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In John’s Gospel in particular, the terms Son/Father are used many times to speak of Jesus the Messiah’s unique relationship with God.

Jesus, the Messiah, is the Son of God. God says it and Jesus affirms it. As the Apostle John says “And the testimony is this, that God has given us eternal life, and this life is in His Son. He who has the Son has the life; he who does not have the Son of God does not have the life. ” I must confess that Jesus is the Son of God.

Jesus is not God’s Son in the sense of a human father and a son. God did not get married and have a son. God did not mate with Mary and, together with her, produce a son. Jesus is God’s Son in the sense that He is God made manifest in human form. Jesus is God’s Son in that He was conceived in Mary by the Holy Spirit. Luke declares, “The angel answered, ‘The Holy Spirit will come upon you, and the power of the Most High will overshadow you. So the holy one to be born will be called the Son of God.’

Jesus’ own assertions and intimations indicate that references to Him as Son of God can be traced to Jesus Himself. At the center of Jesus’ identity in the Fourth Gospel is His divine Sonship. Jesus conceived of His divine Sonship as unique as indicated by such assertions “the Father and I are one” and the “Father is in Me and I in the Father”. Elsewhere, He frequently referred to God as “My Father”.

At Jesus’ baptism and transfiguration, God the Father identified Jesus as His Son, in passages reflecting Ps. 2:7. He was identified as Son of God by an angel prior to His birth, by Satan at His temptation, by John the Baptist, and by the centurion at the crucifixion. Several of His followers ascribed to Him this title in various contexts.

The term “Son of God” reveals Jesus’ divine Sonship and is closely associated with His royal position as Messiah. Gabriel told Mary that her Son would not only be called the Son of God but would also reign on the messianic (David’s) throne. The connection of Son of God with Jesus’ royal office is also found in the Gospel of John, in Paul’s letters, and in Luke’s writings.

Primarily, the title “Son of God” affirms Jesus’ deity evidenced by His person and His work. John emphasized Jesus’ personal relationship to the Father. Paul stressed the salvation that Jesus provided, and the author of Hebrews focused on Jesus’ priesthood. All of these are vitally related to His position as Son of God.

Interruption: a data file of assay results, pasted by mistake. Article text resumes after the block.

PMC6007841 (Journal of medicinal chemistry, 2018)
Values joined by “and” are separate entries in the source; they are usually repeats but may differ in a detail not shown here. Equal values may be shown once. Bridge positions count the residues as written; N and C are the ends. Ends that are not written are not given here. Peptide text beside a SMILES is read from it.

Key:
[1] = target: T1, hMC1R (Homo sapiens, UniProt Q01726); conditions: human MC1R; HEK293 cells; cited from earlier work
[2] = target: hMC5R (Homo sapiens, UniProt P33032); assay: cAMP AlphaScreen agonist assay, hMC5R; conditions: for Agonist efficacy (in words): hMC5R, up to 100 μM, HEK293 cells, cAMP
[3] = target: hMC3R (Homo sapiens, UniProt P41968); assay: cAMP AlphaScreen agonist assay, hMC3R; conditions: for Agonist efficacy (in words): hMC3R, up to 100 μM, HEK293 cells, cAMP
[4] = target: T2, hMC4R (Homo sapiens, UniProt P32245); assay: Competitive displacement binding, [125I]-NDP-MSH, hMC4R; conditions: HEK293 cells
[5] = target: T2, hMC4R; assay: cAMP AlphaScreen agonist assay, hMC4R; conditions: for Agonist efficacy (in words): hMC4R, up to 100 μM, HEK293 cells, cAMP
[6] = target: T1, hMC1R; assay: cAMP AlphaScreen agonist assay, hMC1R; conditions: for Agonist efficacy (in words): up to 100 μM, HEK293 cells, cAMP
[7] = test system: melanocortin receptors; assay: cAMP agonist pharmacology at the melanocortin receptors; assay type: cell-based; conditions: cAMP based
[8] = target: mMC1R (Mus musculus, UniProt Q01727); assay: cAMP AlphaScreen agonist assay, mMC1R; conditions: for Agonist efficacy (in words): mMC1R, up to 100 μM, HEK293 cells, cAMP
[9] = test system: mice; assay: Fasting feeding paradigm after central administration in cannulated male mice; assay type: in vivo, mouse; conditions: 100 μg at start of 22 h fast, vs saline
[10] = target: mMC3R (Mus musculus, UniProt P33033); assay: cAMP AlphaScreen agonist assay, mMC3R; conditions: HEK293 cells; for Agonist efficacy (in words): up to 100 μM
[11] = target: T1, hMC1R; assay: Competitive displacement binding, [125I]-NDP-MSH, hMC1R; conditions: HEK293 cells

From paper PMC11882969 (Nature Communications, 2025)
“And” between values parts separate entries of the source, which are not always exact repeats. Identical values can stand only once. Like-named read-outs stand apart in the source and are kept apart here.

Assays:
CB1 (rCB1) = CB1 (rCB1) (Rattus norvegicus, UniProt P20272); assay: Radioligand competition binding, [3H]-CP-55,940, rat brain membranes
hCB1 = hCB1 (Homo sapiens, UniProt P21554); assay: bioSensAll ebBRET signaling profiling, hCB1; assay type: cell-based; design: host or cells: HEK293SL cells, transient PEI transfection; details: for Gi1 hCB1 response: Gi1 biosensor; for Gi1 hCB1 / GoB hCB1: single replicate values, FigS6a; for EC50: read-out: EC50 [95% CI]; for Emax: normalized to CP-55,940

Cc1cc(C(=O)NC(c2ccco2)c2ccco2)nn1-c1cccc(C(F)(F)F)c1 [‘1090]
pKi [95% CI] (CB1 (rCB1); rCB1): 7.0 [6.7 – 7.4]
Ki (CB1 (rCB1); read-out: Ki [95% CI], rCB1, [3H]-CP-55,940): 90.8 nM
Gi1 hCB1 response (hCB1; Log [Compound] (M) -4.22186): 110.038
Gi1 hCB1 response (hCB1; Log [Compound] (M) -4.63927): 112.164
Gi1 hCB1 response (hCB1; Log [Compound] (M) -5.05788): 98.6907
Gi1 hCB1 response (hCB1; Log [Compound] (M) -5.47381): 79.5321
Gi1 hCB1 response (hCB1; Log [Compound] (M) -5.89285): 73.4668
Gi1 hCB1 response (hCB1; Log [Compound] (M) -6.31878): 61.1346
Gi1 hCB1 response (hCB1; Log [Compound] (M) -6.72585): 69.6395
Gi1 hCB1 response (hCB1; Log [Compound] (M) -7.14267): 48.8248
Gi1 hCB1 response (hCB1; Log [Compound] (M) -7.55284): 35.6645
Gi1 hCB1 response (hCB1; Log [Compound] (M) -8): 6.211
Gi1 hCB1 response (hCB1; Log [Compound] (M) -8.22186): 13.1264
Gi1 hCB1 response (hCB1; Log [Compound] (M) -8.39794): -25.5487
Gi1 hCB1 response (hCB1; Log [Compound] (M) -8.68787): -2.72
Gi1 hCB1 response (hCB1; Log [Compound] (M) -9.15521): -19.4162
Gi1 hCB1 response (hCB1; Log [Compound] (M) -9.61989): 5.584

• John 3:35 (NASB) — 35 “The Father loves the Son and has given all things into His hand.
  • Matthew 11:27 — 27 “All things have been handed over to Me by My Father; and no one knows the Son except the Father; nor does anyone know the Father except the Son, and anyone to whom the Son wills to reveal Him.
  • Matthew 24:36 — 36 “But of that day and hour no one knows, not even the angels of heaven, nor the Son, but the Father alone.
  • John 5:20–22 — 20 “For the Father loves the Son, and shows Him all things that He Himself is doing; and the Father will show Him greater works than these, so that you will marvel. 21 “For just as the Father raises the dead and gives them life, even so the Son also gives life to whom He wishes. 22 “For not even the Father judges anyone, but He has given all judgment to the Son,
  • Hebrews 1:1–2 — 1 God, after He spoke long ago to the fathers in the prophets in many portions and in many ways, 2 in these last days has spoken to us in His Son, whom He appointed heir of all things, through whom also He made the world.
  • 1 John 1:3 — 3 what we have seen and heard we proclaim to you also, so that you too may have fellowship with us; and indeed our fellowship is with the Father, and with His Son Jesus the Messiah.
  • 1 John 2:22–23 — 22 Who is the liar but the one who denies that Jesus is the Messiah? This is the antichrist, the one who denies the Father and the Son. 23 Whoever denies the Son does not have the Father; the one who confesses the Son has the Father also.
  • 2 John 9  — 9 Anyone who goes too far and does not abide in the teaching of the Messiah, does not have God; the one who abides in the teaching, he has both the Father and the Son.